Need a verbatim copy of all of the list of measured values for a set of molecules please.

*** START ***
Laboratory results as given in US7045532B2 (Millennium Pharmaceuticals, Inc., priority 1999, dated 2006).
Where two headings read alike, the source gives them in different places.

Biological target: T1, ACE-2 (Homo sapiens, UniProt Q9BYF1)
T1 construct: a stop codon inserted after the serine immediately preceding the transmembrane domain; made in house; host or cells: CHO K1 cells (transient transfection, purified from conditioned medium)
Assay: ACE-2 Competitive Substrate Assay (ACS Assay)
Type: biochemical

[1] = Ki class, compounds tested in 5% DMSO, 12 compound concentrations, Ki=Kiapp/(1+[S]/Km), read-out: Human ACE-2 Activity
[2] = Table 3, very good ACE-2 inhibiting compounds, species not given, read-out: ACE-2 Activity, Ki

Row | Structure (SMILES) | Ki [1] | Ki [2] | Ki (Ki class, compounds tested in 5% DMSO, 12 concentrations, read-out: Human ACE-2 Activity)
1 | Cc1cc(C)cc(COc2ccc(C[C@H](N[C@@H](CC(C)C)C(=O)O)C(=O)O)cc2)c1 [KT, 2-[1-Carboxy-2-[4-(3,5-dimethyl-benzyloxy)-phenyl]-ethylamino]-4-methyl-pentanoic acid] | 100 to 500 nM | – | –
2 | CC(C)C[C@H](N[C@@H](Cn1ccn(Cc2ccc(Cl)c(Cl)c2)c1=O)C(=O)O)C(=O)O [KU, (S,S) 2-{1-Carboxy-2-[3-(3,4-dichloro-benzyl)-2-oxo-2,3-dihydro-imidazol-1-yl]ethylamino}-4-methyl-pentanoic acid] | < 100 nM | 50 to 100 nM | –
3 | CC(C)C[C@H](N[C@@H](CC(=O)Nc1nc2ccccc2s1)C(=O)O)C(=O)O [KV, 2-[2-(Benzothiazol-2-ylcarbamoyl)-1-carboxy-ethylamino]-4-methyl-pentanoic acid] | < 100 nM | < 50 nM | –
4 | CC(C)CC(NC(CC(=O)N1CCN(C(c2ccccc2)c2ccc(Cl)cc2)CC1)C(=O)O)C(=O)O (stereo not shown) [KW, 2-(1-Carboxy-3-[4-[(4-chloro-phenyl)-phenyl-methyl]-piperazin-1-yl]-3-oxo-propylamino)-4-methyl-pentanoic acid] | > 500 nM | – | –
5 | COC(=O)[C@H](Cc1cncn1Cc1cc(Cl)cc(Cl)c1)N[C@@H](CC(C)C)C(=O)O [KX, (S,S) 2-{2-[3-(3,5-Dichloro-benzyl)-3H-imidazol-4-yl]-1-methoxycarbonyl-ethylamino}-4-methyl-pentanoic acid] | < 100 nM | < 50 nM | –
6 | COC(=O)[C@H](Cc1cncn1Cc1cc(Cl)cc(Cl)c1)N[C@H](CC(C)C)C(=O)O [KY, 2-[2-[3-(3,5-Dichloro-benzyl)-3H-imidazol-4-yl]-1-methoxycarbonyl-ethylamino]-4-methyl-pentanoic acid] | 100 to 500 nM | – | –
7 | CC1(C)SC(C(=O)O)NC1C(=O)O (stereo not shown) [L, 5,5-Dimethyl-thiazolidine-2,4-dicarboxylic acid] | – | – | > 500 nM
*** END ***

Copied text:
Laboratory results as given in US7045532B2 (Millennium Pharmaceuticals, Inc., priority 1999, dated 2006).
Where two headings read alike, the source gives them in different places.

Biological target: T1, ACE-2 (Homo sapiens, UniProt Q9BYF1)
T1 construct: a stop codon inserted after the serine immediately preceding the transmembrane domain; made in house; host or cells: CHO K1 cells (transient transfection, purified from conditioned medium)
Assay: ACE-2 Competitive Substrate Assay (ACS Assay)
Type: biochemical

[1] = Ki class, compounds tested in 5% DMSO, 12 compound concentrations, Ki=Kiapp/(1+[S]/Km), read-out: Human ACE-2 Activity
[2] = Table 3, very good ACE-2 inhibiting compounds, species not given, read-out: ACE-2 Activity, Ki

Row | Structure (SMILES) | Ki [1] | Ki [2] | Ki (Ki class, compounds tested in 5% DMSO, 12 concentrations, read-out: Human ACE-2 Activity)
1 | Cc1cc(C)cc(COc2ccc(C[C@H](N[C@@H](CC(C)C)C(=O)O)C(=O)O)cc2)c1 [KT, 2-[1-Carboxy-2-[4-(3,5-dimethyl-benzyloxy)-phenyl]-ethylamino]-4-methyl-pentanoic acid] | 100 to 500 nM | – | –
2 | CC(C)C[C@H](N[C@@H](Cn1ccn(Cc2ccc(Cl)c(Cl)c2)c1=O)C(=O)O)C(=O)O [KU, (S,S) 2-{1-Carboxy-2-[3-(3,4-dichloro-benzyl)-2-oxo-2,3-dihydro-imidazol-1-yl]ethylamino}-4-methyl-pentanoic acid] | < 100 nM | 50 to 100 nM | –
3 | CC(C)C[C@H](N[C@@H](CC(=O)Nc1nc2ccccc2s1)C(=O)O)C(=O)O [KV, 2-[2-(Benzothiazol-2-ylcarbamoyl)-1-carboxy-ethylamino]-4-methyl-pentanoic acid] | < 100 nM | < 50 nM | –
4 | CC(C)CC(NC(CC(=O)N1CCN(C(c2ccccc2)c2ccc(Cl)cc2)CC1)C(=O)O)C(=O)O (stereo not shown) [KW, 2-(1-Carboxy-3-[4-[(4-chloro-phenyl)-phenyl-methyl]-piperazin-1-yl]-3-oxo-propylamino)-4-methyl-pentanoic acid] | > 500 nM | – | –
5 | COC(=O)[C@H](Cc1cncn1Cc1cc(Cl)cc(Cl)c1)N[C@@H](CC(C)C)C(=O)O [KX, (S,S) 2-{2-[3-(3,5-Dichloro-benzyl)-3H-imidazol-4-yl]-1-methoxycarbonyl-ethylamino}-4-methyl-pentanoic acid] | < 100 nM | < 50 nM | –
6 | COC(=O)[C@H](Cc1cncn1Cc1cc(Cl)cc(Cl)c1)N[C@H](CC(C)C)C(=O)O [KY, 2-[2-[3-(3,5-Dichloro-benzyl)-3H-imidazol-4-yl]-1-methoxycarbonyl-ethylamino]-4-methyl-pentanoic acid] | 100 to 500 nM | – | –
7 | CC1(C)SC(C(=O)O)NC1C(=O)O (stereo not shown) [L, 5,5-Dimethyl-thiazolidine-2,4-dicarboxylic acid] | – | – | > 500 nM